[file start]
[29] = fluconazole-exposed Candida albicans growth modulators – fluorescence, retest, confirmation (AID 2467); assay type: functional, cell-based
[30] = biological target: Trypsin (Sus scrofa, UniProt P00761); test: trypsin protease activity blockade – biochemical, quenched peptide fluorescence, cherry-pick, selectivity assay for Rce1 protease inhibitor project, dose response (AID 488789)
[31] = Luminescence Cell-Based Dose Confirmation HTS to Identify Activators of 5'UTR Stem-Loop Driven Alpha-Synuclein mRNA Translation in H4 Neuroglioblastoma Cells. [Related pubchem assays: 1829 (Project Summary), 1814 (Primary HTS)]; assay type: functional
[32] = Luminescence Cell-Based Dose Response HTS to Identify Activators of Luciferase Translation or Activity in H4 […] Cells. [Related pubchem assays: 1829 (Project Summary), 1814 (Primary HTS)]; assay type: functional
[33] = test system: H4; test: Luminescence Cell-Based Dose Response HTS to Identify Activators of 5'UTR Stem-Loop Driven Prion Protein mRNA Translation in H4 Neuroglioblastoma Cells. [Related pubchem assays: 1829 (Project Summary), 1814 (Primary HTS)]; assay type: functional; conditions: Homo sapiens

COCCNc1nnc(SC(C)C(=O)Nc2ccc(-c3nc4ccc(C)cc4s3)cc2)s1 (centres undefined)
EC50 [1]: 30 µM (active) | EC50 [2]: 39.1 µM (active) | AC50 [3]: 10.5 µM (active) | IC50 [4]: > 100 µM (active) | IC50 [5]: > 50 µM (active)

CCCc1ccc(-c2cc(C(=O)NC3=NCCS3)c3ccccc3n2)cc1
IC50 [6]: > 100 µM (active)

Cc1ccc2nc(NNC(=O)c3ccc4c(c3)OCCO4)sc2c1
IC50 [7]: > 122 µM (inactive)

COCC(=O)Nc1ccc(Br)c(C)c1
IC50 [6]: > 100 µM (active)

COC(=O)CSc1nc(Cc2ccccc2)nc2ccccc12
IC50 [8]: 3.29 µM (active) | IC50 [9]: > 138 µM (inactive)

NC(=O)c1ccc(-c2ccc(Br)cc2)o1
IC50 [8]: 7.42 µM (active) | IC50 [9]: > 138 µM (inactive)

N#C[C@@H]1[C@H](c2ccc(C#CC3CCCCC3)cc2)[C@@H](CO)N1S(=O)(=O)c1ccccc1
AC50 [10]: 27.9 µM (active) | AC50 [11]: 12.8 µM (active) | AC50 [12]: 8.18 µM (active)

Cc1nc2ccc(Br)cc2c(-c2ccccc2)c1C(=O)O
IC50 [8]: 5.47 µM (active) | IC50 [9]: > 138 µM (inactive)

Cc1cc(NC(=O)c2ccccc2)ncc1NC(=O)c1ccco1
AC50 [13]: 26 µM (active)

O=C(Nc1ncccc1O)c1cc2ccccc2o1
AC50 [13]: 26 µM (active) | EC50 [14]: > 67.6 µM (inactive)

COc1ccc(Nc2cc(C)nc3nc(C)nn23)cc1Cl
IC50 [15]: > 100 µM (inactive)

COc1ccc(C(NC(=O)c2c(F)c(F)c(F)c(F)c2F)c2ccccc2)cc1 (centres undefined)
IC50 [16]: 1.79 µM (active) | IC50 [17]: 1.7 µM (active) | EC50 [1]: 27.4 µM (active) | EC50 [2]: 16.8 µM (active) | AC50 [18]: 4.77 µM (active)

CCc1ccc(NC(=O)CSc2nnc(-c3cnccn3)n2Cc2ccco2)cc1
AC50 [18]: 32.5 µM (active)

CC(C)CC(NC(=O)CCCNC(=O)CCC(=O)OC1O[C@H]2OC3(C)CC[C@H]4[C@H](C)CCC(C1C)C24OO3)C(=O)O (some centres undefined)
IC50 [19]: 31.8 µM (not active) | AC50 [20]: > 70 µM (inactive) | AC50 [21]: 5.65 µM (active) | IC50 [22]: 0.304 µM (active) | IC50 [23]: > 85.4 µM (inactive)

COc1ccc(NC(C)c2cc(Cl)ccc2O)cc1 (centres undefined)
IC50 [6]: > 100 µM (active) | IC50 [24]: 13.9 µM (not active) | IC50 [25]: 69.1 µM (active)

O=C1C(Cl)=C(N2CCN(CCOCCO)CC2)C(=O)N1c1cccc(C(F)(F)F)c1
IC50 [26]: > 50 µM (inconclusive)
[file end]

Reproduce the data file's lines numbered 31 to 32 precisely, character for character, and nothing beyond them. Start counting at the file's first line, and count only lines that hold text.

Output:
AC50 [18]: 32.5 µM (active)

CC(C)CC(NC(=O)CCCNC(=O)CCC(=O)OC1O[C@H]2OC3(C)CC[C@H]4[C@H](C)CCC(C1C)C24OO3)C(=O)O (some centres undefined)